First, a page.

PORTLAND, Ore. — Daimler Trucks is opening an automated truck research and development center here at its North American headquarters to help pave the way for highly automated commercial vehicles.
The manufacturer of Freightliner and Western Star trucks also outlined its vision for the advance of automation in trucking and showcased its next wave of driver-assist systems here on June 6 at the company’s capital market and technology day.
During the event, the company demonstrated its prototype two-truck platooning system with automated steering capabilities at the Portland International Raceway.
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Those types of so-called Level 2 systems, which add automated steering functions but continue to rely on the driver to operate and monitor the vehicle, “will come to market soon,” said Peter Vaughan Schmidt, head of global strategy for Daimler Trucks
From there, Daimler Trucks will focus on building toward Level 4 automation, where the vehicle can operate itself under certain conditions with no driver input and no expectation that the driver would need to intervene.
On that journey, the company’s priority will be safety, Vaughan Schmidt said. “Whatever we do, it must be 100% reliable. There is no 99.9% solution.”
Highly automated trucks also would need to gain public acceptance as well as the confidence of fleet customers, Vaughan Schmidt said. He also pointed to the legal framework for operation and liability as another important factor.
Whatever we do, it must be 100% reliable. There is no 99.9% solution.
Daimler's Peter Vaughan Schmidt
Ultimately, Level 4 automated trucks could begin to relieve the trucking industry’s persistent shortage of qualified drivers by making the job more attractive, he said, but it is unrealistic to expect automation to completely solve the driver shortage any time soon.
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“Drivers will still be in high demand for the foreseeable future,” Vaughan Schmidt said, adding that fully autonomous — or driverless — trucks still have a long way to go before they will be market ready.
Like several other developers of automated driving systems, Daimler Trucks said it is not interested in Level 3 systems, which would enable autonomous driving but would still depend on the driver to intervene as a fallback.
To support Daimler’s move toward higher levels of automation, engineers at the new automated truck research center in Portland will test and validate software, onboard sensors, machine learning and vehicle design while collaborating with existing Daimler locations in Stuttgart, Germany, and Bangalore, India.
This work will build on previous automated driving research conducted across Daimler’s divisions, including its Mercedes-Benz passenger car business.
The company said its efforts to develop highly automated driving technology will involve vehicle road testing over millions of miles around the globe and advanced simulation.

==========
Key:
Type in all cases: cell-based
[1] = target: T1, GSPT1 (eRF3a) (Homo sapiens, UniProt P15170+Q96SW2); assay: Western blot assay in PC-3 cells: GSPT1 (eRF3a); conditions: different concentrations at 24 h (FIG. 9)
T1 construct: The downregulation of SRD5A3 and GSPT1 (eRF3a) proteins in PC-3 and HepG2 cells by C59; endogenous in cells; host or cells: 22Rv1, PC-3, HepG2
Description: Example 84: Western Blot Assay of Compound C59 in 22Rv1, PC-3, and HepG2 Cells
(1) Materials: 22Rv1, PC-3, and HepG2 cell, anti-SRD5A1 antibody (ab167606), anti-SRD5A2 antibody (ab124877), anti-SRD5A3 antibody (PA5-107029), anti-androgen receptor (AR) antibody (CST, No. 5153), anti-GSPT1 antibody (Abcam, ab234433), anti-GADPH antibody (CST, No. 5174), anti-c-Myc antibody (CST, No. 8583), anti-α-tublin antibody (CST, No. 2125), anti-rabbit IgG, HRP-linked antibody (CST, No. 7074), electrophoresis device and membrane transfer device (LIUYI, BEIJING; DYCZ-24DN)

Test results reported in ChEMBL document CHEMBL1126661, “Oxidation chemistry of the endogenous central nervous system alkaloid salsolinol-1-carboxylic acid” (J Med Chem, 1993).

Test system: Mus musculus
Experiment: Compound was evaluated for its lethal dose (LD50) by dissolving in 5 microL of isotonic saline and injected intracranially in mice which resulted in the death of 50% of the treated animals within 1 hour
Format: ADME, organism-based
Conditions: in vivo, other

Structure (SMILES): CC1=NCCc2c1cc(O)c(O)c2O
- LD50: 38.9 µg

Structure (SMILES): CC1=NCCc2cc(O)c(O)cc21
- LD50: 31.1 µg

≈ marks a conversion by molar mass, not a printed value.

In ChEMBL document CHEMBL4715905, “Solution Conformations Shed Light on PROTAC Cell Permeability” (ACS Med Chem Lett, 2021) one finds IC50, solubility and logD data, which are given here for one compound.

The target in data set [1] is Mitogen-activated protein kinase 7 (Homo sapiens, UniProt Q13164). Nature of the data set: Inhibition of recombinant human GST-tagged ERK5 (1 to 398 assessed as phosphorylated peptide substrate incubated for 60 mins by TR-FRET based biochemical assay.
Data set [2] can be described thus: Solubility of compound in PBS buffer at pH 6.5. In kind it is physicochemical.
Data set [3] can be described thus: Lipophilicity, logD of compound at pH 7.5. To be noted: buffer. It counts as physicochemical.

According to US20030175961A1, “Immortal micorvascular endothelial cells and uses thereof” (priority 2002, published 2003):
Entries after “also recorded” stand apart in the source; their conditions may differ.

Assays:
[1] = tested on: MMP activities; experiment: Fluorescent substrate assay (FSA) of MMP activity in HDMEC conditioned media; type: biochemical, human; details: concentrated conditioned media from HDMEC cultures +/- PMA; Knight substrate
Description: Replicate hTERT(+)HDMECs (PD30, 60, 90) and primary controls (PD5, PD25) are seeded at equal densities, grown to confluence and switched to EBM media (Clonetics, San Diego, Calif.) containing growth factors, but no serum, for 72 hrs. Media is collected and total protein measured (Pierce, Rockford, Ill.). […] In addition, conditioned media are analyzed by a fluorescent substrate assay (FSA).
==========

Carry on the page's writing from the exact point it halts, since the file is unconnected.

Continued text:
One test vehicle on display at the event was a “data collection” truck outfitted with an extensive of array of different onboard sensors — lidar, radar, cameras and ultrasonic — that could eventually support Level 4 automation.
DTNA is using this “data collection” truck to test and validate various types of onboard sensors that could be used in automated driving systems. (Seth Clevenger/Transport Topics)
Derek Rotz, director of advanced engineering for DTNA, said the information captured by this test truck will help the company’s engineers determine which sensors are necessary, how many are needed and where they should be located on the vehicle to eliminate any blind spots.
Daimler Trucks also highlighted how automation could improve efficiency.
A pair of Freightliner tractors took to the track to demonstrate DTNA’s two-truck platooning technology.
A pair of Freightliner trucks travel in a tight formation during a platooning demonstration at the Portland International Raceway. (Seth Clevenger/Transport Topics)
The system, which the company described as “truck pairing,” uses vehicle-to-vehicle communications to coordinate braking activity between the two trucks, enabling the second truck to travel at a closer-than-usual following distance that reduces aerodynamic drag and boosts fuel economy. In this case, the following distance was 15 meters.
The pair of trucks performed two safety maneuvers on the track.
In the first demonstration, a passenger car cut in between the two platooning trucks. The second truck automatically responded by slowing down to create a safer following distance.
“To make the product a reality, we have to think about all these different use cases it might encounter and design for that,” Rotz said.
In the second demo, the paired trucks both automatically applied the brakes when the platoon approached a stationary object in the road. Through V2V communications, the trailing truck can automatically brake in less than three-tenths of a second, much faster than a human would react, the company said.